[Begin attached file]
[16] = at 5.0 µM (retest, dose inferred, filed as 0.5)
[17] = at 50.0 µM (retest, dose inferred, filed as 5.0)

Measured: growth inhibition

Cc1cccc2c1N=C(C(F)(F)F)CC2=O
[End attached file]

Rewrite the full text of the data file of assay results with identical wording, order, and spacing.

[16] = at 5.0 µM (retest, dose inferred, filed as 0.5)
[17] = at 50.0 µM (retest, dose inferred, filed as 5.0)

Measured: growth inhibition

Cc1cccc2c1N=C(C(F)(F)F)CC2=O